Vampire Woes – Trifecta Challenge


He didn’t know if he could perform his job with only one tooth.  He plunged into her throat and none of her life blood flowed.  This was going to be a long night.


Written for the weekend Trifecta challenge: Full disclosure: we’re going a bit weird on you with this weekend’s short prompt.  Trifecta editor Lisa has a son who just lost his first tooth.  In honor of such a creepy event, we want you to write a 33-word response that uses the word tooth.  Your response can use any definition of the word but cannot tell the story of someone losing a tooth.  (Because we just told that story, and it was pretty boring the first time.) – See more at:

Not the cone!!


For any of you that have ever owned a pet, you are familiar with that hateful plastic cone they have to don as part of their wardrobe after a surgical procedure.  It’s a tragic piece of equipment and it’s as painful for us to watch them wearing it as it is for them to carry it around.  I just went through two weeks of it with my dog.

All too often, people seem to go through life with an invisible version of that very cone.  A compacted mass of concealed particles shrouds their peripheral vision. It keeps them so focused on only the tunnel they can see when the world is revolving around them out of their line of sight.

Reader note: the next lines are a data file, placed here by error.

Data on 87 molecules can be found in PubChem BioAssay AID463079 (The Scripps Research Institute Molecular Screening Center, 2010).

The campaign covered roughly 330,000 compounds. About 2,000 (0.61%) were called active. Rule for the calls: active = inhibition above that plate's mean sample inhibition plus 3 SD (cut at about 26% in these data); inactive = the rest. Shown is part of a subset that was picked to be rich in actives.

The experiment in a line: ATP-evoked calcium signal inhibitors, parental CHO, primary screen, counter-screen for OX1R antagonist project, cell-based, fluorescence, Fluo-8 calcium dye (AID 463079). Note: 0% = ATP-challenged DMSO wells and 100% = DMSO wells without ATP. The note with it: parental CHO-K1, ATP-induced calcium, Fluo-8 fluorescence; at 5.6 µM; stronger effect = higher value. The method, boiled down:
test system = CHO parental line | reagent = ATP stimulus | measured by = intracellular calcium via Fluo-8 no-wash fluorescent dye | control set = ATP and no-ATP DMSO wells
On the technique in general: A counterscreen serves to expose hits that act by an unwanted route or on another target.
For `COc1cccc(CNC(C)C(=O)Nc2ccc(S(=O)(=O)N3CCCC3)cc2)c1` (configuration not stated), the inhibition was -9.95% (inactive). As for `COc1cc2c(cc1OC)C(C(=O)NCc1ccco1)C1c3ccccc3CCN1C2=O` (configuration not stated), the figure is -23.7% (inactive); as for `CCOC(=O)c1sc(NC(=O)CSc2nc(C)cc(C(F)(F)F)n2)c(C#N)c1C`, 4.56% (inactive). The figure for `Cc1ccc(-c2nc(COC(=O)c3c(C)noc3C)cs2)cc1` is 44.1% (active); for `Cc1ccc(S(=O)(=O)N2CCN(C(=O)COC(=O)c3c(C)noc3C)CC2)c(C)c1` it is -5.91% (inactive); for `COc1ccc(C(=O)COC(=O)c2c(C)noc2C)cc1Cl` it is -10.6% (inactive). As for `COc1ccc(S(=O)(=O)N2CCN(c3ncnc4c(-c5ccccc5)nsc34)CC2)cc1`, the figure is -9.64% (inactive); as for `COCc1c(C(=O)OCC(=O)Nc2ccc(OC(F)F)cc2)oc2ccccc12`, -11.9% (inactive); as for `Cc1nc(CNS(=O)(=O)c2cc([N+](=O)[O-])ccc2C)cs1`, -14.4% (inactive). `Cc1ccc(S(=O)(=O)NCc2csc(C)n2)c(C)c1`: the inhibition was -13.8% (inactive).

There are so many things that are missed because we refuse to look beyond our interpreted field of vision.  We forget to study the bigger picture.  So many things go unnoticed because we either refuse to look or hide in the cone that we have created for ourselves.

Pets do nothing but strive to find a way to release themselves from the cone.  They connect with furniture, drag it along walls and even fill it with dirt and mud outdoors trying to scrape it along the ground to release themselves from the binds of selective blindness.  Humans, on the opposite end of the spectrum, try to keep themselves bound in that discerning lack of vision and don’t want the freedom of external sight.

Take the blinders off!!  If you have to scrape your head along the pavement – lose the cone.  Let yourself see everything you are meant to see and learn from the lessons life has to offer. Look in all directions. Any decisions you need to make will be better served by having that entire field of knowledge at your fingertips, not just the portions that you choose to see within your cone.